It’s that time of year where hope springs eternal and we resolve to make positive changes for ourselves AND our fur babies. Given the temptation of yummy treats over the holidays, these resolutions are often centered around health and weight. Be honest, did your pet put on a few pound over the holidays? If you and your pet have resolved to greet 2016 with a new food attitude, here are some tips to help you, help your pet:
- Portion control
Many of us “guesstimate” the amount of food that we feed our pets but doing this can really overestimate the amount of food that they should be getting. Be sure to measure the amount every time you feed. The recommended guidelines on the bag of food are a good place to start but, depending on your pets age and level of exercise, you may need to cut this back a bit as well (usually by about 10%-20%). For example, older pets or those with sedentary lifestyles may not have the same calorie requirements of a young or very athletic dog.
- Watch the snacks
Snacking can quickly add up to too many calories and excess weight so keep an eye on how often you are giving your pet snacks. If you like to give snacks as rewards and are watching your dog’s weight, some healthy options include apples (no seeds/core), strawberries, watermelon (no seeds), green beans, or carrots.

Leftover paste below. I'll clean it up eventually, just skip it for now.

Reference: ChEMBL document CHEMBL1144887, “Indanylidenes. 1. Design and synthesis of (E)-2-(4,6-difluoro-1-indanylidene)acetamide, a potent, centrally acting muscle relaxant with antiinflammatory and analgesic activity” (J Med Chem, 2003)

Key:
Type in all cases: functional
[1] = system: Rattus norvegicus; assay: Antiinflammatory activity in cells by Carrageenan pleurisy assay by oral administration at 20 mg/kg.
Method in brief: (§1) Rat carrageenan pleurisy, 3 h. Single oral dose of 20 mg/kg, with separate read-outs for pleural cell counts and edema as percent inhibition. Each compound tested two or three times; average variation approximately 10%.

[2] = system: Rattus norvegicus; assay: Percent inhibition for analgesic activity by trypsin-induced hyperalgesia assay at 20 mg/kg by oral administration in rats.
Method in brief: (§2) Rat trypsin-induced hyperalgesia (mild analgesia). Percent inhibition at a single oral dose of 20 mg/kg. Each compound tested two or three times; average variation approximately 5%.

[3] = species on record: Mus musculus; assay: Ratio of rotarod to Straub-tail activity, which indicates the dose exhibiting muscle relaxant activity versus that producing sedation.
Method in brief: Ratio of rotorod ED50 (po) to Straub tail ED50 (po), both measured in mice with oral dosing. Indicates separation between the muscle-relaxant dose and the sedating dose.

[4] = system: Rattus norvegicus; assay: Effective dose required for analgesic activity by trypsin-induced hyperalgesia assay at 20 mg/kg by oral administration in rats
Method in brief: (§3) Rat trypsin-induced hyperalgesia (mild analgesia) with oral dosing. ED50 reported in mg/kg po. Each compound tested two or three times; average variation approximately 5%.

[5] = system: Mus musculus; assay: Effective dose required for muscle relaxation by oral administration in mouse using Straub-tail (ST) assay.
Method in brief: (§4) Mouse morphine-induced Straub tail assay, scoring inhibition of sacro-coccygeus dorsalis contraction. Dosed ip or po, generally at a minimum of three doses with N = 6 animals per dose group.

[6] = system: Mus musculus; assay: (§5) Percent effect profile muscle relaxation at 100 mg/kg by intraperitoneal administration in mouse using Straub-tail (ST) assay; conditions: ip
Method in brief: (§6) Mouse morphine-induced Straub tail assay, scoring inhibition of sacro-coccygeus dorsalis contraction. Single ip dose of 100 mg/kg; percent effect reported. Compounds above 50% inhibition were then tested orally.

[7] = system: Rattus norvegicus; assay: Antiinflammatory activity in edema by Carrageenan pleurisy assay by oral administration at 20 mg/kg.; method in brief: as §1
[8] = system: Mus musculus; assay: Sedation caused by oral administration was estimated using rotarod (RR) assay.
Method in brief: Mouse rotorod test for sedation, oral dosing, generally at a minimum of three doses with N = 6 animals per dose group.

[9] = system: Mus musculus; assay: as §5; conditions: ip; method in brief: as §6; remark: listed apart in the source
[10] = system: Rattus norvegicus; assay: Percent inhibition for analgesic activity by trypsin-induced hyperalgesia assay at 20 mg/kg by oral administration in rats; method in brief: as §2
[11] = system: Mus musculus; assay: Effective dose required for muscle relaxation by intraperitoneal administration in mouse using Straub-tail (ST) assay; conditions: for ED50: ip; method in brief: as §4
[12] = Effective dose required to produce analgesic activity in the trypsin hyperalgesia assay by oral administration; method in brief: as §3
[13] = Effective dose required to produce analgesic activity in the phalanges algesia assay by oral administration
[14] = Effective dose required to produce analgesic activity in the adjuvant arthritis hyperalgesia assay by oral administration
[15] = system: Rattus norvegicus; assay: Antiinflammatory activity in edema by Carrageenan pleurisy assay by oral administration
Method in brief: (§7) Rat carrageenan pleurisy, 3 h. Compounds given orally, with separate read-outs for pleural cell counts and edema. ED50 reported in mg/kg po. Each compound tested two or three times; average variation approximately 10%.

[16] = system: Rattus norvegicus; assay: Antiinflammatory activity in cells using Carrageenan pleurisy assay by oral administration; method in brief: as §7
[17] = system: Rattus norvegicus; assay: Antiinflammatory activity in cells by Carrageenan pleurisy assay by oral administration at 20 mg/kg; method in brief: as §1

- Get out there and exercise
If just taking a walk doesn’t sound appealing, how about trying a new activity with your dog? Hiking or swimming are great ways to spend time with your dog and a great way for both of you to get some exercise. For cats, new prey toys, food toys, lasers, or catnip toys are great ways to encourage your favorite feline to get moving and burn some calories.
- Schedule a visit with your veterinarian
A trip to the vet is an important part of your pet’s health and should happen at least once every 6 to 12 months. Your vet and the veterinary team are a great source of information about diet and exercise for your pet. They can help you decide on the best diet for your pet based on their age, activity level, or underlying health concerns. They are there to help, so don’t be afraid to ask for their advice.
With a little diligence and behavior modification, you can make sure that your pet has a happy and healthy 2016.